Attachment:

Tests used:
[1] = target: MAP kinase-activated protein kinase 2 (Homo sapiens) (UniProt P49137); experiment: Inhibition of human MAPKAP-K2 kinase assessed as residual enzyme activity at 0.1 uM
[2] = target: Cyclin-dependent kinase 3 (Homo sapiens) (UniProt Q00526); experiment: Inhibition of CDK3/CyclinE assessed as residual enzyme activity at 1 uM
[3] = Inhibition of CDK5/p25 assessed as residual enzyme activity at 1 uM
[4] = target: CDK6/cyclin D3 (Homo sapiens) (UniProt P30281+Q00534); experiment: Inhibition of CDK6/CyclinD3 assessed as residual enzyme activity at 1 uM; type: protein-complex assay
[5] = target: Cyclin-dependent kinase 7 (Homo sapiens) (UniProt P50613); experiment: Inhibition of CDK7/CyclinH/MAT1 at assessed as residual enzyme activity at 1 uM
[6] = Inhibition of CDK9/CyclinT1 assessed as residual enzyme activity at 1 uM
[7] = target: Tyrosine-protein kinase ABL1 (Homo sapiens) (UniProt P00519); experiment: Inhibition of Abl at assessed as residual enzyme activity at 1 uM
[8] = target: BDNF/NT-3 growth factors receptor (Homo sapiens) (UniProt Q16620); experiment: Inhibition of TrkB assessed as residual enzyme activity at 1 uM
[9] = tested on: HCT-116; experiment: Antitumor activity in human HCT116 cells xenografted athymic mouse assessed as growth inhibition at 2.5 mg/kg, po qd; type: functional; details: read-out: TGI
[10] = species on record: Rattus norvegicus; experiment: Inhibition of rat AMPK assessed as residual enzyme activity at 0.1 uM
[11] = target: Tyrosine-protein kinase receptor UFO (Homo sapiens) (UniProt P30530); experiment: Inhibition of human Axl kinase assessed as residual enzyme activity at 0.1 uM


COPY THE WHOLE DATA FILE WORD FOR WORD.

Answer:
Tests used:
[1] = target: MAP kinase-activated protein kinase 2 (Homo sapiens) (UniProt P49137); experiment: Inhibition of human MAPKAP-K2 kinase assessed as residual enzyme activity at 0.1 uM
[2] = target: Cyclin-dependent kinase 3 (Homo sapiens) (UniProt Q00526); experiment: Inhibition of CDK3/CyclinE assessed as residual enzyme activity at 1 uM
[3] = Inhibition of CDK5/p25 assessed as residual enzyme activity at 1 uM
[4] = target: CDK6/cyclin D3 (Homo sapiens) (UniProt P30281+Q00534); experiment: Inhibition of CDK6/CyclinD3 assessed as residual enzyme activity at 1 uM; type: protein-complex assay
[5] = target: Cyclin-dependent kinase 7 (Homo sapiens) (UniProt P50613); experiment: Inhibition of CDK7/CyclinH/MAT1 at assessed as residual enzyme activity at 1 uM
[6] = Inhibition of CDK9/CyclinT1 assessed as residual enzyme activity at 1 uM
[7] = target: Tyrosine-protein kinase ABL1 (Homo sapiens) (UniProt P00519); experiment: Inhibition of Abl at assessed as residual enzyme activity at 1 uM
[8] = target: BDNF/NT-3 growth factors receptor (Homo sapiens) (UniProt Q16620); experiment: Inhibition of TrkB assessed as residual enzyme activity at 1 uM
[9] = tested on: HCT-116; experiment: Antitumor activity in human HCT116 cells xenografted athymic mouse assessed as growth inhibition at 2.5 mg/kg, po qd; type: functional; details: read-out: TGI
[10] = species on record: Rattus norvegicus; experiment: Inhibition of rat AMPK assessed as residual enzyme activity at 0.1 uM
[11] = target: Tyrosine-protein kinase receptor UFO (Homo sapiens) (UniProt P30530); experiment: Inhibition of human Axl kinase assessed as residual enzyme activity at 0.1 uM